At present, we doth protest in vain, methinks


During my four years on Queen’s campus, I’ve seen my fair share of protests. I used to disapprove of them, especially protests against certain lecturers or guest speakers. I believed there’s more value in asking a question—challenging an opponent directly—than picketing their appearance.

I still think debate is the greatest tool for changing minds, for defending your beliefs, and for winning hearts and elections. But I’ve also realized there’s a benefit to protests.

Protesting is a tool you can own. Protesting allows you to set your own agenda, to fight for your beliefs on your own terms, and to challenge power on a scale much greater than your own.

Protests are valuable in a democracy—but to be successful they need to be unified, to ring out as one voice, louder and clearer than any single person. Protests should shout out, “We are many, but we know what’s wrong and what must change. Hear us and be compelled.”

The people need to be heard—and when they are, they can move mountains.

Today, it seems the voice of the people is splinted into a thousand groups. It’s forced to the extremes, alienated from itself by uncivil tongues, hateful rhetoric, and unyielding adversity.

I’m not saying people should stop protesting or all issues should be solved at a debate club. There’s a breadth of issues that no other forum will touch and a lot of necessary change demanding public action.

There’s something admirable in channeling Howard Beale and shouting from the rooftops: “I’m as mad as hell and I’m not going to take it anymore.” But what’s more admirable—what’s necessary—is to ask what comes next.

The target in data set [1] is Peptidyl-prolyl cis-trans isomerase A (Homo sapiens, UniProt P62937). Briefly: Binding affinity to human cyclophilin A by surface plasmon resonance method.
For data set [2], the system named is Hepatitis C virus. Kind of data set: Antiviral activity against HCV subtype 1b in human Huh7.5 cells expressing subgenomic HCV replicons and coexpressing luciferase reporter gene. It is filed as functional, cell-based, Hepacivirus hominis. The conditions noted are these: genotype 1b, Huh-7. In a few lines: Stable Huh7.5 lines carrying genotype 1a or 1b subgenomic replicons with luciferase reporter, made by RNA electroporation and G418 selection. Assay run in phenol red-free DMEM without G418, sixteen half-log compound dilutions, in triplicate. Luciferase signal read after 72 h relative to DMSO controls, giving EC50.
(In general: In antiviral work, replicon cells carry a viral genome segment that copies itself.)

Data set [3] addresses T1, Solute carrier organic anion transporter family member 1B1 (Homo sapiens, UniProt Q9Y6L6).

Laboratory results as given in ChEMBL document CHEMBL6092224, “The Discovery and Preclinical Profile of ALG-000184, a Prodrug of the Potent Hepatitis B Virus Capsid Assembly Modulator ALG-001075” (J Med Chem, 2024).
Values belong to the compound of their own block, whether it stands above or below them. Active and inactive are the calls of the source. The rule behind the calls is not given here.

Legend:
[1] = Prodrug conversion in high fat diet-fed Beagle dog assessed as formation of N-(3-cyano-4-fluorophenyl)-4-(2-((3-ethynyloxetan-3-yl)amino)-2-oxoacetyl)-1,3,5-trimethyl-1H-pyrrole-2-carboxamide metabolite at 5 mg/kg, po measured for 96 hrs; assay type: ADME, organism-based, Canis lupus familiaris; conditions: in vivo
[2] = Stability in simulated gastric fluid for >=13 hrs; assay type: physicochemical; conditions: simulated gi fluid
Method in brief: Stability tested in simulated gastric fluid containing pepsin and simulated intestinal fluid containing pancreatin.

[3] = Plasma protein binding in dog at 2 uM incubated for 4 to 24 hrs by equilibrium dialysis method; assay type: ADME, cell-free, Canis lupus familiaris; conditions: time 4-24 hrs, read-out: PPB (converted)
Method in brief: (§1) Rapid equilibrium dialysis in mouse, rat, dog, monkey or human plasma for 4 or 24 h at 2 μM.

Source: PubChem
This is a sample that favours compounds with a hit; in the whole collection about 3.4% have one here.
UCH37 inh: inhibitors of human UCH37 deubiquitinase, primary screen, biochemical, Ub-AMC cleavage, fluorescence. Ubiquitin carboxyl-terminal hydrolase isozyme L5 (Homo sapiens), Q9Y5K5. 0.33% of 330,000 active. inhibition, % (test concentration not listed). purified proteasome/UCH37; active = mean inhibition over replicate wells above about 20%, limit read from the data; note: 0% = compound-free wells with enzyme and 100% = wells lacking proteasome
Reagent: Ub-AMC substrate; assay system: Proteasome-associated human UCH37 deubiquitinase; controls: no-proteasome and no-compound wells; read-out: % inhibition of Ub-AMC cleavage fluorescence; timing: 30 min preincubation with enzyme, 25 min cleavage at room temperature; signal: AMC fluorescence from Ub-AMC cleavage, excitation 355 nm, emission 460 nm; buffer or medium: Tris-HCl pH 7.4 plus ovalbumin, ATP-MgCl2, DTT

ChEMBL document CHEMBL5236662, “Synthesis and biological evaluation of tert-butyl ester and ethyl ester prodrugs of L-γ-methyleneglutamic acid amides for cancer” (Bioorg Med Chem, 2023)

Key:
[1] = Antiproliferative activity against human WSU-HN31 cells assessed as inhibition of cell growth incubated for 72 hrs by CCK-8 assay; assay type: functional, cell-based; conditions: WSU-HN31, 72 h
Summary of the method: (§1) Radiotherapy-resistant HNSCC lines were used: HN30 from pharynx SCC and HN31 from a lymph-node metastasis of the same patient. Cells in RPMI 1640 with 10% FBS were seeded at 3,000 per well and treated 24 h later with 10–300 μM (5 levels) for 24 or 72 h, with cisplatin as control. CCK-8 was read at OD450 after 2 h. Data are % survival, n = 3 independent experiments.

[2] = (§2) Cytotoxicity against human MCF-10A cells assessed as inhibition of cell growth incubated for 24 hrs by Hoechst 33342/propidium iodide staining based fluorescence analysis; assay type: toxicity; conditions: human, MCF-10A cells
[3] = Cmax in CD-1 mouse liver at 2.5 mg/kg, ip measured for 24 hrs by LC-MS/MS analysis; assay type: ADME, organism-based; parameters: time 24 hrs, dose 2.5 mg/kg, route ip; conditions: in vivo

A blockade of our borders is not a protest. It’s an attack on our freedom and our economy. A disorganized crowd of people fighting without an objective isn’t a protest either—it’s a mob.

A protest is not an excuse to disregard the rule of law and society. It’s not an excuse to risk your neighbors’ health and safety. It’s not an excuse to promote hate and violence. 

A real protest is a purposeful disruption of society to demand change. The right to protest is paramount to successful opposition but is failing in its potential. It’s now, sadly, a marker of a group with little focus, organization, or faith—but it doesn’t have to be.

Showing up isn’t enough, making signs isn’t enough, yelling from the rooftops isn’t enough. To protest, you must be informed. To protest you must have conversations, come prepared, know your message, and be unified in your demands to be heard as one voice.

That’s how a protest gains traction. And that’s what separates a meaningful message from the noise.

Spencer is a fifth-year history student and The Journal’s Senior Photo Editor.


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